SAN FRANCISCO (CN) — Citing the “abominable performance of those who run it,” a federal judge Thursday ordered a privately-run California detention center to enact strict Covid-19 containment measures, finding immigration officials and contractors “cannot be trusted on their own to provide reasonably safe conditions to detainees.”
Under an injunction issued by U.S. District Judge Vincent Chhabria, the Mesa Verde ICE Processing Center near Bakersfield, California must cap the number of detainees housed in each dorm at 26, isolate the sick and administer rapid-results tests to all detainees and staff on a weekly basis.
“If a detainee tests positive and is in a dorm, the defendants shall immediately offer tests to all other detainees in that dorm, as well as any other detainees who had close contact with the detainee who tested positive. The dorm, and any close contacts, shall also be quarantined for 14 days,” Chhabria wrote in his 26-page order Thursday. “If any detainee refuses testing, the defendants shall report that fact to class counsel within two hours, and shall re-offer a test to that detainee after communicating with class counsel.”
The facility run by Immigration and Customs Enforcement contractor GEO Group has been under a strict temporary restraining order following a critical outbreak over the summer, one that Chhabria found they were unprepared for and did little to try to prevent.
At the height of the outbreak, there were 103 detainees at Mesa Verde and 57 tested positive for Covid-19. Three were hospitalized.
According to a status report submitted to the court on Wednesday, 24 of the current 45 detainees at Mesa Verde have tested positive for Covid-19 at some point, and all have since recovered.
There are 12 GEO Group employees and one medical staff member who are off work after testing positive.
ICE and GEO Group have asked that the restraining order be lifted now that the outbreak has abated, an idea Chhabria roundly rejected.
“This argument is impossible to accept, particularly given the unique layout of the facility and the abominable performance of those who run it,” he wrote. “Not to mention the recent surge in Covid-19 cases among facility staff — cases we might still be unaware of if not for the temporary restraining order.”
In June, Chhabria ordered ICE to stop admitting new detainees to Mesa Verde without first ensuring they have proper testing protocols in place and a plan to isolate those who are positive.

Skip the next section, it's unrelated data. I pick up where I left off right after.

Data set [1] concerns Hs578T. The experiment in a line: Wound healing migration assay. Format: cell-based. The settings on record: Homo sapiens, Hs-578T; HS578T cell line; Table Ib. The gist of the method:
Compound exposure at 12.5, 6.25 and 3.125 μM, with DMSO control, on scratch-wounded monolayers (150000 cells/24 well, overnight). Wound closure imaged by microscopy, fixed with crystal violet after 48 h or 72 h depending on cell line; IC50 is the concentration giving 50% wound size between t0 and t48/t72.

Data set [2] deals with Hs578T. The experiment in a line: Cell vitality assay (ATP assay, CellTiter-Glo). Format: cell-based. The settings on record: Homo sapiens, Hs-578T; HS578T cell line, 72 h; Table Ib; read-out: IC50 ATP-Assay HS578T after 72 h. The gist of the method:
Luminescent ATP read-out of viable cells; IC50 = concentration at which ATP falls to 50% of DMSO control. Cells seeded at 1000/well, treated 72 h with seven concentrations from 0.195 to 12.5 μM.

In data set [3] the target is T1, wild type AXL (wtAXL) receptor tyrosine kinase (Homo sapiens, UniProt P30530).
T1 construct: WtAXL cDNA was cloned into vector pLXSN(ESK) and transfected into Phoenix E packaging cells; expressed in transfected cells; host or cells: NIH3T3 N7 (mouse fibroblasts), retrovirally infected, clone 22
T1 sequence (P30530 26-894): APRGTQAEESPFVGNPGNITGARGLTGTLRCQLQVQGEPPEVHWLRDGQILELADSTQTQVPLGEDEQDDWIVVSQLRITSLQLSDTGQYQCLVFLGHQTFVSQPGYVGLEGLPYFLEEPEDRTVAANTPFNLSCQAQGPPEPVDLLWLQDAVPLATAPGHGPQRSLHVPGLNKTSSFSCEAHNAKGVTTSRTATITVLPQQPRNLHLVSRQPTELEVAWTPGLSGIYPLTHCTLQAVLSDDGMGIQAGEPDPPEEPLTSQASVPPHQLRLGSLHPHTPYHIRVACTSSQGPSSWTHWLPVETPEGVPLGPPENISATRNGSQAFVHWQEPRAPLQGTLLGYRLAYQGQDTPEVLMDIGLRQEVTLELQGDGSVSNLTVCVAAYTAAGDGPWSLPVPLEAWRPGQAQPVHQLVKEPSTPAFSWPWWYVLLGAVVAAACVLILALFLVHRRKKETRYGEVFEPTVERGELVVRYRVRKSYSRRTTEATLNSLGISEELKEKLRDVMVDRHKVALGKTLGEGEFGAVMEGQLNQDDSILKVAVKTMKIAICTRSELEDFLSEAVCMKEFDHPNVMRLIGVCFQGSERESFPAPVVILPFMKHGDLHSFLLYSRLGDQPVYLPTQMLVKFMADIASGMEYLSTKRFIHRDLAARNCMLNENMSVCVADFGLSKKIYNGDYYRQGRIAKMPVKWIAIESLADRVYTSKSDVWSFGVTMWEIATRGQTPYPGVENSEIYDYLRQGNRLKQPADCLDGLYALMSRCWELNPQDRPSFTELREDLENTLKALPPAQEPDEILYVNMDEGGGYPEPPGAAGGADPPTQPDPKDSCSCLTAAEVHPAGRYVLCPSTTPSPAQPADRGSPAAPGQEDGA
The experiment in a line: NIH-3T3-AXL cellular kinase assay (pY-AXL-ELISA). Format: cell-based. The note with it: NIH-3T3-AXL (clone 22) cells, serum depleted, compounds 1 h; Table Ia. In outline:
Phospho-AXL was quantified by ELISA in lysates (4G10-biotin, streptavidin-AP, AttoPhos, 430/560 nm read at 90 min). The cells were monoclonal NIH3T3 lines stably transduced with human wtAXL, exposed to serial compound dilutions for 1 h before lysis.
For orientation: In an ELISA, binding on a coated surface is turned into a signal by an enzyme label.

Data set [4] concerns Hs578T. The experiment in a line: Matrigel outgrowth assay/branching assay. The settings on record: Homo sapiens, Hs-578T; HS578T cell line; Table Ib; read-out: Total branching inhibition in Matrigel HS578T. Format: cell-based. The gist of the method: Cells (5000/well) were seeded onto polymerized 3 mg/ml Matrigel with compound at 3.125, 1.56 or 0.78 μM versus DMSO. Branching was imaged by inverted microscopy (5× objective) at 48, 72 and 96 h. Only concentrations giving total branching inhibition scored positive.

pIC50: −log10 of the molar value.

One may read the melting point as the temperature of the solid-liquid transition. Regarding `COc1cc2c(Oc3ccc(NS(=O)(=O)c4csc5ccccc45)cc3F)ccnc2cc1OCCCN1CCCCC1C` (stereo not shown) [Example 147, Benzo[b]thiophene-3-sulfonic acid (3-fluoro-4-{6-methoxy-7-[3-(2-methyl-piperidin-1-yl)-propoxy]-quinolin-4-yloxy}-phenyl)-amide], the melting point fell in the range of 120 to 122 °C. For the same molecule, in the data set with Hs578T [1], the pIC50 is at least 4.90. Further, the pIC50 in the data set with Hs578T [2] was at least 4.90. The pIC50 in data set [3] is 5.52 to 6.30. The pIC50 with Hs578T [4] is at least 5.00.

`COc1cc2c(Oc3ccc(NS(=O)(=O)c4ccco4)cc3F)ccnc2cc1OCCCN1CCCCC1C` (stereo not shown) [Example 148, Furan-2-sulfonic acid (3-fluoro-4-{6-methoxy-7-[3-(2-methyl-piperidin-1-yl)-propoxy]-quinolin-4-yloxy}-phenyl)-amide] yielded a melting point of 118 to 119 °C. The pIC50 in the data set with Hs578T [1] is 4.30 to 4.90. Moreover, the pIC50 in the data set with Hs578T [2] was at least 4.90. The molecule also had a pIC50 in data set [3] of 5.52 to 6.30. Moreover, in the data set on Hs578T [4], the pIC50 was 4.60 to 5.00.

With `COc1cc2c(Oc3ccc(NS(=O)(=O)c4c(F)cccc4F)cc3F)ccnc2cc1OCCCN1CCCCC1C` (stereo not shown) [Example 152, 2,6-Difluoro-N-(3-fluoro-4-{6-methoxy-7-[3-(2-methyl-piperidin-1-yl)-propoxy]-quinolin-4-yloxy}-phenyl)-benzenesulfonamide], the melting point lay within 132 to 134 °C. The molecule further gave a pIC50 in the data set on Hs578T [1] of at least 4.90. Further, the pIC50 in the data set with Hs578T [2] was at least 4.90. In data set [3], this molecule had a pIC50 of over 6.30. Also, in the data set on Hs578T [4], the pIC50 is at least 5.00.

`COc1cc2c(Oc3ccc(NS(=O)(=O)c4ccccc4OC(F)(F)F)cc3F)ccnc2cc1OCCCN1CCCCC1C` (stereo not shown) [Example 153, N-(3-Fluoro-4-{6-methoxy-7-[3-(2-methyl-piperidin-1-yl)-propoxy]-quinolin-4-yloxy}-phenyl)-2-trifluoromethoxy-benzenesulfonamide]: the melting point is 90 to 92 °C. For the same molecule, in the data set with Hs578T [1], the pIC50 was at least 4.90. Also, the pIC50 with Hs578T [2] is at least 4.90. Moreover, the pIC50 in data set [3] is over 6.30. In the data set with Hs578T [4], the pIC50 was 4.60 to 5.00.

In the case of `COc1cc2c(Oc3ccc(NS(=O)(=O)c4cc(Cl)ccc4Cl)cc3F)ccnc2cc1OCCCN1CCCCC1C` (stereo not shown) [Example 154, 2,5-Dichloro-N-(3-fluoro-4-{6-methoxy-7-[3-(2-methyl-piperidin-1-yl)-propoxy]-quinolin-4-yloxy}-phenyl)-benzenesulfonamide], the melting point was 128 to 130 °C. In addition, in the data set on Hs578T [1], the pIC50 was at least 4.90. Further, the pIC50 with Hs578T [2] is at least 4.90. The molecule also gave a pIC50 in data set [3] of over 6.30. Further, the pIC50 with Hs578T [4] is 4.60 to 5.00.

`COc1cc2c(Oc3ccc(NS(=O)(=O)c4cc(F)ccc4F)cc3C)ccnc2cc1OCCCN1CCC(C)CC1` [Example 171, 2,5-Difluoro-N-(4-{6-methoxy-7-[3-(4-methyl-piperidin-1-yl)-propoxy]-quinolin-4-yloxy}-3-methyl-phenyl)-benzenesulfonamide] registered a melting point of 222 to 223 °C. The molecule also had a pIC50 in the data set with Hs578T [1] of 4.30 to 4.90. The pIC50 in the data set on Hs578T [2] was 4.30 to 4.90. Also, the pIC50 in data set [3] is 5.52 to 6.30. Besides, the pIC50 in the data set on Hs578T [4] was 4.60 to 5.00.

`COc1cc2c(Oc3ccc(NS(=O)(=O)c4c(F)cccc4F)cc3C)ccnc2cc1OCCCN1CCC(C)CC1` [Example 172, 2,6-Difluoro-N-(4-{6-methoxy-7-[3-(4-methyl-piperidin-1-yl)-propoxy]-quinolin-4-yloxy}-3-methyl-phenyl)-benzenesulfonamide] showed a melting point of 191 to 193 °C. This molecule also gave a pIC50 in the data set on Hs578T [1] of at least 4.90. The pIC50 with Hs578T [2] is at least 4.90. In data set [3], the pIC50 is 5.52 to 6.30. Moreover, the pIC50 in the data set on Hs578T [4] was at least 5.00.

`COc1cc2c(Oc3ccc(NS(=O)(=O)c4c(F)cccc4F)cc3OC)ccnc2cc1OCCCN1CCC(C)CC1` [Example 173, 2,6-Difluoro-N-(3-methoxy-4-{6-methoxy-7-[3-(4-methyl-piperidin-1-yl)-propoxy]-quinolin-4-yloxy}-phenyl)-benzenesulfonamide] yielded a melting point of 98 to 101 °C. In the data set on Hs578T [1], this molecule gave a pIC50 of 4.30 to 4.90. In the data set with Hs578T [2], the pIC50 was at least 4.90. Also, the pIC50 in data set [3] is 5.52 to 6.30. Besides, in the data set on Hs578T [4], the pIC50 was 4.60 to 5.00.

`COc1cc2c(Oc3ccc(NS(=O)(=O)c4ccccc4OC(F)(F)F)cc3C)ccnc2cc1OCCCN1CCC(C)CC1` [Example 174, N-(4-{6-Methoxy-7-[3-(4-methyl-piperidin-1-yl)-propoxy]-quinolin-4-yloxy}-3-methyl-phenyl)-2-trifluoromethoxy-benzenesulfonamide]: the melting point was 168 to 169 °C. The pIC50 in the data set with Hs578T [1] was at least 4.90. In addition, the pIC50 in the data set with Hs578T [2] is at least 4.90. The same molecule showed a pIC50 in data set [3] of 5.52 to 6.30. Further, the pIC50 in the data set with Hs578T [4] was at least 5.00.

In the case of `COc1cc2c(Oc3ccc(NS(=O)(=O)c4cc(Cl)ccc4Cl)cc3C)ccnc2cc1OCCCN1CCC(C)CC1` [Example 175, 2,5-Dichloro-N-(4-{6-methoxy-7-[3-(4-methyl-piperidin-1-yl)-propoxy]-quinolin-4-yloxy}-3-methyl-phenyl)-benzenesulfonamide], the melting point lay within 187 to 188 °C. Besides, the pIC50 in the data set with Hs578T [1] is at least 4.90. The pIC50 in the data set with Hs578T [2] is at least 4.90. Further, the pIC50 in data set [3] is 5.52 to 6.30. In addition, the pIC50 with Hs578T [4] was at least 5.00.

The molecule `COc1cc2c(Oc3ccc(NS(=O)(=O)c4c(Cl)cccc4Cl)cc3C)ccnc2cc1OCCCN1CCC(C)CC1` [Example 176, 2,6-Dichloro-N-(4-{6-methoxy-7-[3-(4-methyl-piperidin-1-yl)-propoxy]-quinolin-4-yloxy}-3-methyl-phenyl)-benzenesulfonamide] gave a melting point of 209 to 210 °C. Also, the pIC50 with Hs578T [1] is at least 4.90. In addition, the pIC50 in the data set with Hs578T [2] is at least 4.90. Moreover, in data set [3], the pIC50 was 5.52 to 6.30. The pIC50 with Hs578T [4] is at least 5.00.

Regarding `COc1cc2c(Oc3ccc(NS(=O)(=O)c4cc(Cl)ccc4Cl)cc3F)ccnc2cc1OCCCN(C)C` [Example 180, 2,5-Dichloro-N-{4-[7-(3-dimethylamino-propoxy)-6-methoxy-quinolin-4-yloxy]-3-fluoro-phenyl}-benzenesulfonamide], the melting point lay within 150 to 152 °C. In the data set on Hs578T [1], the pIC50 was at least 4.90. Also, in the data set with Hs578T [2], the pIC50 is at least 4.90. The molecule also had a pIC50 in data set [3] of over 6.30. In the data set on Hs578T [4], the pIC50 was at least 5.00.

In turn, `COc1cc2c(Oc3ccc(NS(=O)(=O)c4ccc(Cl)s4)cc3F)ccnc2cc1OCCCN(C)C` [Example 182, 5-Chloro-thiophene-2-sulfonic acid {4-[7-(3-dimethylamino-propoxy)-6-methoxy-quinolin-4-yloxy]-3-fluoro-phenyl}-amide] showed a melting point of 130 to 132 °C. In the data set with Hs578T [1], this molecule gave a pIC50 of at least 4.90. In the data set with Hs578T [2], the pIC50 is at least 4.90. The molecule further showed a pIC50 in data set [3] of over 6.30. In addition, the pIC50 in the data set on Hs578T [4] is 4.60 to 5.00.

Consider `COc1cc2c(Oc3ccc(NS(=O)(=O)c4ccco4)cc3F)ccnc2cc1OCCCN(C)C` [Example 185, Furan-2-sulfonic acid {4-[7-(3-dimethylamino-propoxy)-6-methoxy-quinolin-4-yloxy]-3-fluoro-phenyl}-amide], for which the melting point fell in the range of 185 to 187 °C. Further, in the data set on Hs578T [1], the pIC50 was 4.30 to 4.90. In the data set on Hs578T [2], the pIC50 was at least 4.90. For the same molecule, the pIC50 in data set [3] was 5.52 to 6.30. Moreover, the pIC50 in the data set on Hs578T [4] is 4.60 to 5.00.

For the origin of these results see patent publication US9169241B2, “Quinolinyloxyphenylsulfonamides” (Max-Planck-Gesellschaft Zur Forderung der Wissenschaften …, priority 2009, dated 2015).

He made the order just after Alexander Pham, an ICE officer in charge of overseeing the facility at the time, admitted to falsely stating that new arrivals from other facilities with Covid-19 outbreaks were being isolated for 14 days when in fact they were putting all new intakes into the general population dorms without testing them.
By the end of July, there was still no site-specific contingency plan in place and ICE resisted testing, even as cases began rising rapidly.
His Thursday ruling follows a week-long evidentiary hearing on Covid-19 safeguards at Mesa Verde, where Chhabria uncovered another agency attempt to cover up its indifference to the health risks at the facility.
He found Deputy Field Office Director Erik Bonnar falsely testified that he decided to try to empty out the women’s dorm back in March. Under questioning by Chhabria, Bonnar said there were no emails to support this assertion, since all the discussions took place in-person at his office. Bonnar then admitted that he had been working from home since March.
“Considering these facts and the entire record in this case, along with Bonnar’s demeanor during the hearing, the court has no choice but to find that Bonnar’s testimony is false,” Chhabria wrote. “These false statements made under oath regarding the women’s dorm, along with the false declaration from Pham about how Mesa Verde was handling incoming detainees, further underscore that the defendants cannot be trusted to conduct themselves responsibly as it relates to the safety of the detainees.”
GEO Group did not respond to an email request for comment Thursday. An ICE spokesperson said the agency is reviewing Chhabria’s decision but declined to comment further.